Debut: The Diamond District Mystery Series
Mimi Rosen was seeking peace and quiet when she started working in her father’s small diamond business following a divorce. When her diamond dealing cousin is murdered, however, Mimi isn’t convinced it’s a simple robbery gone wrong and turns amateur detective. What follows for readers is a descriptive tour of realistic places and spaces in New York’s jewelry epicenter, and the colorful tangle of cultures, customs, and idiosyncrasies which make up the fabric of the legendary district.
A Murder Is Forever is your backstage pass to “the real action in the Diamond District.” – John Pollard
Written by Rob Bates, one of the most recognized and respected reporters in the diamond and jewelry industry’s fourth estate, this fictional murder mystery comes with a rock-solid foundation of inside knowledge and industry experience, making the tale enjoyable for grizzled mavens as it is for wide-eyed noobs.
Throughout the book are allusions to historic industry realities – from rough diamond monopolies to grading lab scandals – and its 200 pages are peppered with functional nickel knowledge. Mix in a four-million-dollar pink diamond, a few red herrings, sprinkles of Yiddish (always explained), and a fistful of distinctive characters – from frum rabbis to dangerous ganefs – and you have a solid metziah that’s well worth the shekels.
Did I mention that the book includes a glossary of Yiddish terms? It does. And it’s useful!
Standout Characters (no spoilers)
38-year-old Mimi Rosen is the story’s protagonist. Named after the author’s late mother, she is a refreshingly believable character. Like most people, she seeks to do the right thing, but her gritty determination is juxtaposed with normal human fallacies. Imperfect family relationships, impulsive decisions, and a downright cringy moment or two combine to make our heroine realistic and relatable. A Jewish woman who married outside the faith before divorcing, her story arc is one of soul-searching and self-discovery as well as sleuthing.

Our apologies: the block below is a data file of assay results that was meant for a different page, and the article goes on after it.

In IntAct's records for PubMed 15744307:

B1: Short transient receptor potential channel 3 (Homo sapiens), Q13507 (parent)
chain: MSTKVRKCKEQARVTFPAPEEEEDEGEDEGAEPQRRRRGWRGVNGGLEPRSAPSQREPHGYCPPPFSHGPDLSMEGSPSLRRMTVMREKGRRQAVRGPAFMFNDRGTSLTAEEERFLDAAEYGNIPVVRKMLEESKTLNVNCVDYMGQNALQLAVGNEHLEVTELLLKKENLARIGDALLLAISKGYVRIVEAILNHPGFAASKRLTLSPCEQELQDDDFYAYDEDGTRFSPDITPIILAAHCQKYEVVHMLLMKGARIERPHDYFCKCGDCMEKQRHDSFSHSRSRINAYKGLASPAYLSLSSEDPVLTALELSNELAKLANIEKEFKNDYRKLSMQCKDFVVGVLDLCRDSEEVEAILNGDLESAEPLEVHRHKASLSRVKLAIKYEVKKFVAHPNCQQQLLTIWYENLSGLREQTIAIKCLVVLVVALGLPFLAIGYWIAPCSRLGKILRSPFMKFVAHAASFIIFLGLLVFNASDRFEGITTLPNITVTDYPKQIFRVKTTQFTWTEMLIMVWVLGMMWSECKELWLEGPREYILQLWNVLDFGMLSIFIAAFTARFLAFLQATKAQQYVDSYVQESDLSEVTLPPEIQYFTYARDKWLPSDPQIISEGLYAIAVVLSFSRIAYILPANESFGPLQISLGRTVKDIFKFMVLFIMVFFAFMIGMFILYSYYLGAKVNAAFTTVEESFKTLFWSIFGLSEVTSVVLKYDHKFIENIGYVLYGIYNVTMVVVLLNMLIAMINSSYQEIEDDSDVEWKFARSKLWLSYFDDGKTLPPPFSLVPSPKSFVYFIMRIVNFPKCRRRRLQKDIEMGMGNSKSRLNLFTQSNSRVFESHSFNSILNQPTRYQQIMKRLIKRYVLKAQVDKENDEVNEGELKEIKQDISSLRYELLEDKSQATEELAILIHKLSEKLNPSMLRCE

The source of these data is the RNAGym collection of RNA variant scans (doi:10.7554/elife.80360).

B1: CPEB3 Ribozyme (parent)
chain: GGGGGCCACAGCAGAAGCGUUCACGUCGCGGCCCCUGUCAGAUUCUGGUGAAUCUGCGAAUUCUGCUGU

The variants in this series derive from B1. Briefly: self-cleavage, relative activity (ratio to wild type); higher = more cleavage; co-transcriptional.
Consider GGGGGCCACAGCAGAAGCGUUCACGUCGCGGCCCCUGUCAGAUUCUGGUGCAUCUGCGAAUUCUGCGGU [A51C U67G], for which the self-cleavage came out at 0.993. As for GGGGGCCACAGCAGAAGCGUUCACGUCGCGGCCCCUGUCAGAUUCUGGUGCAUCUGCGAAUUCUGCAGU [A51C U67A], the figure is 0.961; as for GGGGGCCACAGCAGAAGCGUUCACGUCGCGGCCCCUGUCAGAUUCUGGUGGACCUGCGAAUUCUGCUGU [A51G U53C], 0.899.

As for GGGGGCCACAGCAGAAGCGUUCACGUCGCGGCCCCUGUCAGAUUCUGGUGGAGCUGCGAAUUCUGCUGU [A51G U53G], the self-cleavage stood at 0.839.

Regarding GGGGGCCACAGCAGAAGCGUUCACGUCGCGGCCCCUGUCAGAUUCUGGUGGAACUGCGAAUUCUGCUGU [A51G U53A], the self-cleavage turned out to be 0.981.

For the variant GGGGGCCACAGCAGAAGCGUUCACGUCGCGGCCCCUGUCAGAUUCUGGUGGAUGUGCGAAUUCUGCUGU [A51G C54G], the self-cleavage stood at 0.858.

“The diamond business isn’t about sorting the gems it’s about sorting the people.” – Max Rosen
Mimi’s father Max Rosen is the perfect caricature of a modest New York diamantaire on the grind. We get a lot of exposure to Max in the first chapters. His character is representative of many who make their livings in the district: A hard-working father and businessman, speaking the localized blend of English, diamantaire-slang, and Yiddish used up and down 47th street. Anyone familiar with the verbal rhythms of the New York diamond district can “hear” Max with ease – and may experience some laugh-out-loud moments, as I did. Oy. Oy. Oy.
“It has to bad to get a triple Oy!” – Mimi Rosen
A Fascinating Canvas (no spoilers)
The New York diamond district is a unique place. To this day, million-dollar deals are sealed with a handshake and the word “mazal” (it’s in the glossary) with no contracts or lawyers. It’s a place of venerated traditions, encompassing business and religious practices which are passed down from generation to generation among a variety of different cultures.
A Murder Is Forever, is a convincing journey within this unique and special world of handshakes and tradition. Page after page, readers will experience the best, and the worst, of the diamond district’s rags to riches spaces, diverse cultures, and vivid personalities. Like much of the district, it’s a story rich with family, friendships, faith, and flaws.
Written by John Pollard
Rob Bates has written about the diamond industry for over 25 years. He is currently the news director of JCK, the leading publication in the jewelry industry. He has won over a dozen editorial awards, including two prestigious Neal Awards for his blog in 2007 and 2011, five Eddies from Folio magazine, and the American Gem Society’s Triple Zero Award for industry service. He has been interviewed as an industry authority by CNN, NPR, The New York Times, The Wall Street Journal, and many others. He’s also a comedy writer and performer whose work has been featured on Saturday Night Live and Comedy Central. Rob lives in Manhattan with his wife and son.
Are you intrigued? Did you buy this book? What did you think? What did you learn? Did it make you hungry for a bagel? Are you looking forward to another installment? What questions do you have for Rob Bates about the book? What questions do you have about his journalistic career?
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